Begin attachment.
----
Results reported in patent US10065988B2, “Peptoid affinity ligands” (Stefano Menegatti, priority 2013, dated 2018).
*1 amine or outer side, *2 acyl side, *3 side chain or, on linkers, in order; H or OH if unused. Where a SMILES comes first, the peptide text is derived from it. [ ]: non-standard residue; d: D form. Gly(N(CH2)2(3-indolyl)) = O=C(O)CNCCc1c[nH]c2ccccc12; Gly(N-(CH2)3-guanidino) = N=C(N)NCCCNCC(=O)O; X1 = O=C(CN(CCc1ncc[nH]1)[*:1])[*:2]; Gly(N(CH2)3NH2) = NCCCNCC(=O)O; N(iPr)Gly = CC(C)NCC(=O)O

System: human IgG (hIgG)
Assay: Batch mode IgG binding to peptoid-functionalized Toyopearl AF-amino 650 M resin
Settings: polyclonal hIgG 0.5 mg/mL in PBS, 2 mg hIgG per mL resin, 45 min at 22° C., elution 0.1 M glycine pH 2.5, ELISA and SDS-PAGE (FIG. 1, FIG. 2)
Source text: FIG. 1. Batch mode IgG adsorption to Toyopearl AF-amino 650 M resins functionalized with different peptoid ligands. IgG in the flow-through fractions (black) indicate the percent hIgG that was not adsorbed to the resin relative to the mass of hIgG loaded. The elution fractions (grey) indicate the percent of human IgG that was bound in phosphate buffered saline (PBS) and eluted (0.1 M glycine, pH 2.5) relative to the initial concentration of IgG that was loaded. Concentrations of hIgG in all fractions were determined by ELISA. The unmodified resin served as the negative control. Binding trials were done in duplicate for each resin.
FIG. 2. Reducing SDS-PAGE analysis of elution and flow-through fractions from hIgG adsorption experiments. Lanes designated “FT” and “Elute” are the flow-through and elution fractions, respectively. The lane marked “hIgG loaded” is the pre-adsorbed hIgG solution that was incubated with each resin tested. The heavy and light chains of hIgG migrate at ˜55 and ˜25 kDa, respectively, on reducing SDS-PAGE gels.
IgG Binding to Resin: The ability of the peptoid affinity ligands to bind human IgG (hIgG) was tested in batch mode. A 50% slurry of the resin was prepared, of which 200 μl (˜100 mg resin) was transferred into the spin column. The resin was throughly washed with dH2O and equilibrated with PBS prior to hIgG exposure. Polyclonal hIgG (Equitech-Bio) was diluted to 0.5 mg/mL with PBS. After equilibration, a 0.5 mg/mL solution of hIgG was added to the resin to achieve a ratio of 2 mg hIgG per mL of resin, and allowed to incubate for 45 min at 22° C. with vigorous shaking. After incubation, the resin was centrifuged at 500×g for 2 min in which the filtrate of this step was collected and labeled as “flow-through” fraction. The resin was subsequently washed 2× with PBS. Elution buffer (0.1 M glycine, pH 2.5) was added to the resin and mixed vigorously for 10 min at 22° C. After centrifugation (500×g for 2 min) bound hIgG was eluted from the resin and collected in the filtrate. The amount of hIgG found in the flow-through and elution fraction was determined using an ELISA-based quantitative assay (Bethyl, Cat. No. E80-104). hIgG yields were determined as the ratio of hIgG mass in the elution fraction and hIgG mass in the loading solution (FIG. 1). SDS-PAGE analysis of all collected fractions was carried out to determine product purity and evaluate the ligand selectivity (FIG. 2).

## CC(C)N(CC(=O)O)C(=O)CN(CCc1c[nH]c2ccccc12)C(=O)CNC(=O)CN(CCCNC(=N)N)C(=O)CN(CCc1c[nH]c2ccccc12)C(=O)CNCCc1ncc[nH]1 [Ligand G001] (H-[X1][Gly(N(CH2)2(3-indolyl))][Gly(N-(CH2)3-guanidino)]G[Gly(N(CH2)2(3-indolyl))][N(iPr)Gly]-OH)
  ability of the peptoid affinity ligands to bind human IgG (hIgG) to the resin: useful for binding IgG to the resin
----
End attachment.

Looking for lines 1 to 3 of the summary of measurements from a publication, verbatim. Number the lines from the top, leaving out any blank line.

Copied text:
Results reported in patent US10065988B2, “Peptoid affinity ligands” (Stefano Menegatti, priority 2013, dated 2018).
*1 amine or outer side, *2 acyl side, *3 side chain or, on linkers, in order; H or OH if unused. Where a SMILES comes first, the peptide text is derived from it. [ ]: non-standard residue; d: D form. Gly(N(CH2)2(3-indolyl)) = O=C(O)CNCCc1c[nH]c2ccccc12; Gly(N-(CH2)3-guanidino) = N=C(N)NCCCNCC(=O)O; X1 = O=C(CN(CCc1ncc[nH]1)[*:1])[*:2]; Gly(N(CH2)3NH2) = NCCCNCC(=O)O; N(iPr)Gly = CC(C)NCC(=O)O

System: human IgG (hIgG)